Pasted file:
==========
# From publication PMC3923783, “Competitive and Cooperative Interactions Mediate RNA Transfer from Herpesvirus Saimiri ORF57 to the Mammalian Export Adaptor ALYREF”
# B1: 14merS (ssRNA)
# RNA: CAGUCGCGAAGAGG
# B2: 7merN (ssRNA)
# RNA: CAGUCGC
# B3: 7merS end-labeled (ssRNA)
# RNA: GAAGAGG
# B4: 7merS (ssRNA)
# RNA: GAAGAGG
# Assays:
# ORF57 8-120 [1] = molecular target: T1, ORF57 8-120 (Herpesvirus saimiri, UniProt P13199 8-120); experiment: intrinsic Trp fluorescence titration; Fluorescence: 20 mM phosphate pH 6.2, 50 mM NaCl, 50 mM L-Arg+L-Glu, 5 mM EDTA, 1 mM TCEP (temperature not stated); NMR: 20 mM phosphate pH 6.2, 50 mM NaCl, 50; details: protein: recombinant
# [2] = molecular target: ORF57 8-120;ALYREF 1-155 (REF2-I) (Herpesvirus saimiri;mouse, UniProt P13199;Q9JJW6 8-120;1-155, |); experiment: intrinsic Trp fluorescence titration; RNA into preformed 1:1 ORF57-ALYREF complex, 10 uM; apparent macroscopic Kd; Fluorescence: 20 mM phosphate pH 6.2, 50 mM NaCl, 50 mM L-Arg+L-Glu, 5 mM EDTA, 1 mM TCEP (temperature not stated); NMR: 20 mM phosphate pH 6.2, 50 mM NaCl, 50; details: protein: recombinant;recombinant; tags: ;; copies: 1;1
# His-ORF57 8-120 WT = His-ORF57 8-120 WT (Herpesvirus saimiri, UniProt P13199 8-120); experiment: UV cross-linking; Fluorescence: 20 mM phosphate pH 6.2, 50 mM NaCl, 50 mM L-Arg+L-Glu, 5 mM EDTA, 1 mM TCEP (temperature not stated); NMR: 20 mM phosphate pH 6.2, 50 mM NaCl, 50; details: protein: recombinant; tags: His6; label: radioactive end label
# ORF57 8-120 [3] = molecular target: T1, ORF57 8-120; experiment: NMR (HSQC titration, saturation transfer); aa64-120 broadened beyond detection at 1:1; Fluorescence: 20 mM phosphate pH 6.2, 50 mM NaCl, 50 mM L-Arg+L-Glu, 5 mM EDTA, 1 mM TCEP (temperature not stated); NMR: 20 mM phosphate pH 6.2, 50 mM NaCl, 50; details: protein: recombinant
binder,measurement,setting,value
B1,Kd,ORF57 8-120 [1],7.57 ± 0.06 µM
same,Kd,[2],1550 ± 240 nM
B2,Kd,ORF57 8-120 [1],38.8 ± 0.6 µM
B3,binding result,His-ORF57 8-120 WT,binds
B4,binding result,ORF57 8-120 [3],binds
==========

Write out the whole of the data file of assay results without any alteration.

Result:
# From publication PMC3923783, “Competitive and Cooperative Interactions Mediate RNA Transfer from Herpesvirus Saimiri ORF57 to the Mammalian Export Adaptor ALYREF”
# B1: 14merS (ssRNA)
# RNA: CAGUCGCGAAGAGG
# B2: 7merN (ssRNA)
# RNA: CAGUCGC
# B3: 7merS end-labeled (ssRNA)
# RNA: GAAGAGG
# B4: 7merS (ssRNA)
# RNA: GAAGAGG
# Assays:
# ORF57 8-120 [1] = molecular target: T1, ORF57 8-120 (Herpesvirus saimiri, UniProt P13199 8-120); experiment: intrinsic Trp fluorescence titration; Fluorescence: 20 mM phosphate pH 6.2, 50 mM NaCl, 50 mM L-Arg+L-Glu, 5 mM EDTA, 1 mM TCEP (temperature not stated); NMR: 20 mM phosphate pH 6.2, 50 mM NaCl, 50; details: protein: recombinant
# [2] = molecular target: ORF57 8-120;ALYREF 1-155 (REF2-I) (Herpesvirus saimiri;mouse, UniProt P13199;Q9JJW6 8-120;1-155, |); experiment: intrinsic Trp fluorescence titration; RNA into preformed 1:1 ORF57-ALYREF complex, 10 uM; apparent macroscopic Kd; Fluorescence: 20 mM phosphate pH 6.2, 50 mM NaCl, 50 mM L-Arg+L-Glu, 5 mM EDTA, 1 mM TCEP (temperature not stated); NMR: 20 mM phosphate pH 6.2, 50 mM NaCl, 50; details: protein: recombinant;recombinant; tags: ;; copies: 1;1
# His-ORF57 8-120 WT = His-ORF57 8-120 WT (Herpesvirus saimiri, UniProt P13199 8-120); experiment: UV cross-linking; Fluorescence: 20 mM phosphate pH 6.2, 50 mM NaCl, 50 mM L-Arg+L-Glu, 5 mM EDTA, 1 mM TCEP (temperature not stated); NMR: 20 mM phosphate pH 6.2, 50 mM NaCl, 50; details: protein: recombinant; tags: His6; label: radioactive end label
# ORF57 8-120 [3] = molecular target: T1, ORF57 8-120; experiment: NMR (HSQC titration, saturation transfer); aa64-120 broadened beyond detection at 1:1; Fluorescence: 20 mM phosphate pH 6.2, 50 mM NaCl, 50 mM L-Arg+L-Glu, 5 mM EDTA, 1 mM TCEP (temperature not stated); NMR: 20 mM phosphate pH 6.2, 50 mM NaCl, 50; details: protein: recombinant
binder,measurement,setting,value
B1,Kd,ORF57 8-120 [1],7.57 ± 0.06 µM
same,Kd,[2],1550 ± 240 nM
B2,Kd,ORF57 8-120 [1],38.8 ± 0.6 µM
B3,binding result,His-ORF57 8-120 WT,binds
B4,binding result,ORF57 8-120 [3],binds